Staff Writer at The Huffington Post

"I'm a staff writer at the Huffington Post, where I investigate small stories that intrigue me, usually about people and art."

WHAT SHE DOES FOR LOVE: "I write on my own time, strum on the guitar (still learning), talk to my husband who is endlessly fascinating, try to make beautiful things happen with my hands: food, household items, the growth of plants immune to my black thumb."

HER 2015 GOAL: "I'm working on starting a network for Indian-Americans in the creative industry. It tends to happen that those of us who chose atypical paths don't have Indian friends -- we've sort of bowed out of ethnic tribalism -- but I think sometimes, especially professionally, those connections can be powerful."

A LADY SHE ADMIRES: "I admire my college friend Jen Percy, a fearless writer who goes to dangerous regions and comes back with luminous, scary prose. Also my mom, a former neurologist and all-around badass who I keep learning from even though she's gone."

Photo:  Damon Dahlen

NOMINATED BY: Rebecca Adams

WHY SHE'S A LADY GUN: "She's awesomely talented and a general badass. Exhibit A: http://www.huffingtonpost.com/2014/02/06/beauty-tips-indian-women_n_4724357.html"


HER INITIAL REACTION TO HER LADY GUNS NOMINATION: "[I feel] like a million bucks. These women are smart, cool, and tough and now I get to hang in their virtual club with them."

ON CHALLENGES: "When I was in graduate school, my mom died. It was out of nowhere and devastating. As a result, I floundered in finding my way into the first steps of my career.

"I was lucky to have a solid support system -- my then boyfriend / now husband, my dad, brother, and a few incredible loved ones. They made me feel that it was okay to be a mess. They also helped me in material ways, letting me crash in their places, buying me dinner here and there while I tried to get my professional bearings.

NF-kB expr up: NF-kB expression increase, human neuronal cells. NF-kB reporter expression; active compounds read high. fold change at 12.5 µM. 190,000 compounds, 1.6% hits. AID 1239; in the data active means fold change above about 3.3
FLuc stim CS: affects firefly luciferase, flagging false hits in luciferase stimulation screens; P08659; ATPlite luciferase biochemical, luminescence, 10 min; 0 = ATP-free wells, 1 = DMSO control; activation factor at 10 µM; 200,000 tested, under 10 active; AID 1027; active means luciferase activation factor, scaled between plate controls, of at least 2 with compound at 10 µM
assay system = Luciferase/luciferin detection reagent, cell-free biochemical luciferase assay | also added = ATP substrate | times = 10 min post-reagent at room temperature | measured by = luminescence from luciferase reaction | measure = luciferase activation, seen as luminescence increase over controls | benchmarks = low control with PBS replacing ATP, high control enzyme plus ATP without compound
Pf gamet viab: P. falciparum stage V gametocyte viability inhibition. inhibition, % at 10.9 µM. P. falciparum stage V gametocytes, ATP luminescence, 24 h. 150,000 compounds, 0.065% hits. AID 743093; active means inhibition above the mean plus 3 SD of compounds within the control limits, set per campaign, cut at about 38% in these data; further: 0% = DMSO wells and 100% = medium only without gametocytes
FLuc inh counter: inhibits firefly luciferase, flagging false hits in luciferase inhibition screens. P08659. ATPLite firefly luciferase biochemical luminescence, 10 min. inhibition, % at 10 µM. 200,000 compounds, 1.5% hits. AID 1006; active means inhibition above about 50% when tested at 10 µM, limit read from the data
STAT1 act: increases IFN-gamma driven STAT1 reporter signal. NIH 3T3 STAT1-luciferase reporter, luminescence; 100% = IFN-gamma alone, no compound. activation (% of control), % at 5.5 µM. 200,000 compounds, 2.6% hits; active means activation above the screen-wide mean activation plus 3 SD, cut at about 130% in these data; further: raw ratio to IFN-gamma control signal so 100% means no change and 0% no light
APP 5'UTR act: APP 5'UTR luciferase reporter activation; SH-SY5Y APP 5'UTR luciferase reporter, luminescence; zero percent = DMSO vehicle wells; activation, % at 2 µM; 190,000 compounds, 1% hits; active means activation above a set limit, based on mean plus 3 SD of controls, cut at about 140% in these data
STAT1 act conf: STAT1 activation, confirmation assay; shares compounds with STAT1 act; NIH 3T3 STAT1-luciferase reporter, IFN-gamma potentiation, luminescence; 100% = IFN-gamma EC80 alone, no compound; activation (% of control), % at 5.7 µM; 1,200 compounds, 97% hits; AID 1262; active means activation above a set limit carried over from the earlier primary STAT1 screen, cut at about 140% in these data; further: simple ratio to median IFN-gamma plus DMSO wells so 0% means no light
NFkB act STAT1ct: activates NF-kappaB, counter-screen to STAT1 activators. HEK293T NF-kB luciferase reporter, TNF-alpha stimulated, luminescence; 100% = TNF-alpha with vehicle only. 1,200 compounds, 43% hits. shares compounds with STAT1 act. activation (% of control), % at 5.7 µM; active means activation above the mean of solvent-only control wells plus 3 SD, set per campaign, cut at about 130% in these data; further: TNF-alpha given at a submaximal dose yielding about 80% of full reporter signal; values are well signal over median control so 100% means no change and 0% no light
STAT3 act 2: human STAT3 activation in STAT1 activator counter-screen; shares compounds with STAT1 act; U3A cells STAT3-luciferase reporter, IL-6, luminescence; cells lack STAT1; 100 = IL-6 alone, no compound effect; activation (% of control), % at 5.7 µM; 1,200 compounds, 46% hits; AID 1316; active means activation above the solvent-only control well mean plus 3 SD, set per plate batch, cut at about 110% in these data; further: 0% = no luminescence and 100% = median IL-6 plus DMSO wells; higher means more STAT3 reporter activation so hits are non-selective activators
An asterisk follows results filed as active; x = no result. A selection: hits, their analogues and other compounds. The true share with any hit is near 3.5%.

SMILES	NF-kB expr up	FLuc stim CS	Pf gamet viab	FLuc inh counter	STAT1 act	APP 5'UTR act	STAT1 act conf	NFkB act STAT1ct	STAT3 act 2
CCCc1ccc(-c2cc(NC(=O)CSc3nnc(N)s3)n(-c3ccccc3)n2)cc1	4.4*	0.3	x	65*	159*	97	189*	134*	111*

"The best advice I got was from an old friend who lost her mom when we were kids. She told me that someday I would feel happy again. I held onto that promise and sort of plugged away with whatever I could get. Eventually, I started landing some offbeat freelance gigs. I was able to see a path forward. It took time and a lot of patience. Sometimes I still feel bad about just how much time...but that's the kind of thinking my family would tell me to stop!"

ON WHAT TO READ NOW: "Everyone who can read should use their skills on Molly Lambert's 2011 essay, In Which We Teach You How To Be A Woman In Any Boys Club. Its wisdom has been a touchstone for me. Biggest lesson of them all: Impressive women aren't threats, they're your sisters."

STORIES SHE'S PROUD OF: "Goodbye Marfa, Texas: an essay about the inevitable gentrification of the coolest outpost in Texas; and The Kids Are ALL-CAPS: part of a series I'm working on about the confluence of Internet culture, teens, and language."

Last winter, a group of us drove out to West Texas to see the land rise into mountains. It was one of the strangest trips of my life. An enormous, diabolical cloud followed us for days, obscuring pretty much everything in sight. Occasionally this shelf of cloud would part and we'd get a sudden glimpse of the beauty all around us. I'm from Texas originally and had never really seen anything beyond the cities. This was one of those trips that made the world seem big again. You don't have to go too far to feel transported. | Photo: Mallika Rao

Last winter, a group of us drove out to West Texas to see the land rise into mountains. It was one of the strangest trips of my life. An enormous, diabolical cloud followed us for days, obscuring pretty much everything in sight. Occasionally this shelf of cloud would part and we'd get a sudden glimpse of the beauty all around us. I'm from Texas originally and had never really seen anything beyond the cities. This was one of those trips that made the world seem big again. You don't have to go too far to feel transported. | Photo: Mallika Rao